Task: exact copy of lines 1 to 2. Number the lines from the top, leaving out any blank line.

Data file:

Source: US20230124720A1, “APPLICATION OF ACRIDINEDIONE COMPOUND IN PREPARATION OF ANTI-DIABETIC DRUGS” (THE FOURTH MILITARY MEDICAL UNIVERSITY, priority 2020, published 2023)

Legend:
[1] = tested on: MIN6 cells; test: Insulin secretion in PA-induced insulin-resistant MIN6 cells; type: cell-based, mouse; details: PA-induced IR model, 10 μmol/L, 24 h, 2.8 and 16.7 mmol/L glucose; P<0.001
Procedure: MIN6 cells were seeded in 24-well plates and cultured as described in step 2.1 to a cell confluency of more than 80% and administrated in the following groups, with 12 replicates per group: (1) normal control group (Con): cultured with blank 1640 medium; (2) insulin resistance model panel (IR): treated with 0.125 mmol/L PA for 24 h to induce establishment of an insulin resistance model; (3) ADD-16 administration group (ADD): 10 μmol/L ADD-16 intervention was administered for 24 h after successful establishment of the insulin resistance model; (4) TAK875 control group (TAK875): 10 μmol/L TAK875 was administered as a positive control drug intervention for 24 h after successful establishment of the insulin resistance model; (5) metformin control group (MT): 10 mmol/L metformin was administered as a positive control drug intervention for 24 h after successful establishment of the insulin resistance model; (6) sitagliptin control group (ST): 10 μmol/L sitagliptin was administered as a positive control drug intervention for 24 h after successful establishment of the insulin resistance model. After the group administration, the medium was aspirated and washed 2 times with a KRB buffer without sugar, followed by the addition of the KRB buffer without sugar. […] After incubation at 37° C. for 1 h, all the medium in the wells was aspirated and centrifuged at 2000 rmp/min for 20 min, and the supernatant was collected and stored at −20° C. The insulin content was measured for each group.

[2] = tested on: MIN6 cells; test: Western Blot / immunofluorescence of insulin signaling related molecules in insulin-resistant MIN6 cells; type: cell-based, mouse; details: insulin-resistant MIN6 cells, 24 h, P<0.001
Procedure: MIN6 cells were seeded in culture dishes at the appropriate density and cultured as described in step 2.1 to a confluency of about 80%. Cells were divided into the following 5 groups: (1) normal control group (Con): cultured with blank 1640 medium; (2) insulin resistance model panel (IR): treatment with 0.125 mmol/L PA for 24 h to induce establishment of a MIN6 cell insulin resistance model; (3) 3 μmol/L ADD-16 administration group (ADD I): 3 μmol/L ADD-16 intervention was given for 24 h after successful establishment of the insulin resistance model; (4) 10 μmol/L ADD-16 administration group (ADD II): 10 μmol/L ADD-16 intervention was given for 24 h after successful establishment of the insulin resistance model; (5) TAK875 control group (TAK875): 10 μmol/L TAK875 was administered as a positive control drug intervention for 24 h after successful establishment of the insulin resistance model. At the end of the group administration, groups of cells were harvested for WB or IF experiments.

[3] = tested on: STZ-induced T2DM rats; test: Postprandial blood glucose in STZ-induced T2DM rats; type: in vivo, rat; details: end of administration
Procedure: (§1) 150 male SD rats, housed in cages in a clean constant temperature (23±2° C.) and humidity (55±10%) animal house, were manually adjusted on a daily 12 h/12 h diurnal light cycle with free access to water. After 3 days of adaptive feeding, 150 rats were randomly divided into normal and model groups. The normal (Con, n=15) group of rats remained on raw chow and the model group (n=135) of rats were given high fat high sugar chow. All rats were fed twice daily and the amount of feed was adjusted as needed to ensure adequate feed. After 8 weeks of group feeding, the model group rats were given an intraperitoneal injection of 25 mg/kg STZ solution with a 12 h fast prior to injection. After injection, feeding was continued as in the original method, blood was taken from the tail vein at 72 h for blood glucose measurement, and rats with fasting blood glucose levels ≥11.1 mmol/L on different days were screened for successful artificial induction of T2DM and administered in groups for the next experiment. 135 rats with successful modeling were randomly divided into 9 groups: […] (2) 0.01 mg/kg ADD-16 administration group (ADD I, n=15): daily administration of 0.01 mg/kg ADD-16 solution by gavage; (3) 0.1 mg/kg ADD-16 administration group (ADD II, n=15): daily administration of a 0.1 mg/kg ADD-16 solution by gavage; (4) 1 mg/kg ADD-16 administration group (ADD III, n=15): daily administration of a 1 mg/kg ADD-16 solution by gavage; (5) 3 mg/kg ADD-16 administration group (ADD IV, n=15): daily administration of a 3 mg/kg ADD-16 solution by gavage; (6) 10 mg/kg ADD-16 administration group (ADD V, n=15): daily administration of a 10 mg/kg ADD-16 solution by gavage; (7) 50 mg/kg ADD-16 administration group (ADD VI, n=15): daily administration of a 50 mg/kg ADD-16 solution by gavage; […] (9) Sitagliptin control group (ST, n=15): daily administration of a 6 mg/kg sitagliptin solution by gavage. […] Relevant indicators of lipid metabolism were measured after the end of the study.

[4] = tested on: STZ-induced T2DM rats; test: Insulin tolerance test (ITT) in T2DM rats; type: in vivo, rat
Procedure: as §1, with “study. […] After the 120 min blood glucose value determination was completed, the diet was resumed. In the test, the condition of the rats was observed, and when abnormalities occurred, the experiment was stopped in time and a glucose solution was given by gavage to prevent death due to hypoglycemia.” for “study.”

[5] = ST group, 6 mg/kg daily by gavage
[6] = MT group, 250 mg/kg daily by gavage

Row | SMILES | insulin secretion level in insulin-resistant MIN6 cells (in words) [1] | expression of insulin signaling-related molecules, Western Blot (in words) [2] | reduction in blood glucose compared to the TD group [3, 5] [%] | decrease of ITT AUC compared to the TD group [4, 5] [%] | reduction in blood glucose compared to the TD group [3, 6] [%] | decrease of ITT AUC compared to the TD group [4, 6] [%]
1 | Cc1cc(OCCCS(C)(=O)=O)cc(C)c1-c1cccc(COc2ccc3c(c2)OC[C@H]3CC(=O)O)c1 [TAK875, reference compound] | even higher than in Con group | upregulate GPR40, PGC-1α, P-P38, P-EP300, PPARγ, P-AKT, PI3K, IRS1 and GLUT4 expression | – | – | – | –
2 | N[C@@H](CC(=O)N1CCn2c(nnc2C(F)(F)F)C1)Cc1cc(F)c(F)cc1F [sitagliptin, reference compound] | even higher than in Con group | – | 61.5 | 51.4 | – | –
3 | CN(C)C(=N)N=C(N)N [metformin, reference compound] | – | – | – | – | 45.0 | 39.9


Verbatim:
Source: US20230124720A1, “APPLICATION OF ACRIDINEDIONE COMPOUND IN PREPARATION OF ANTI-DIABETIC DRUGS” (THE FOURTH MILITARY MEDICAL UNIVERSITY, priority 2020, published 2023)

Legend: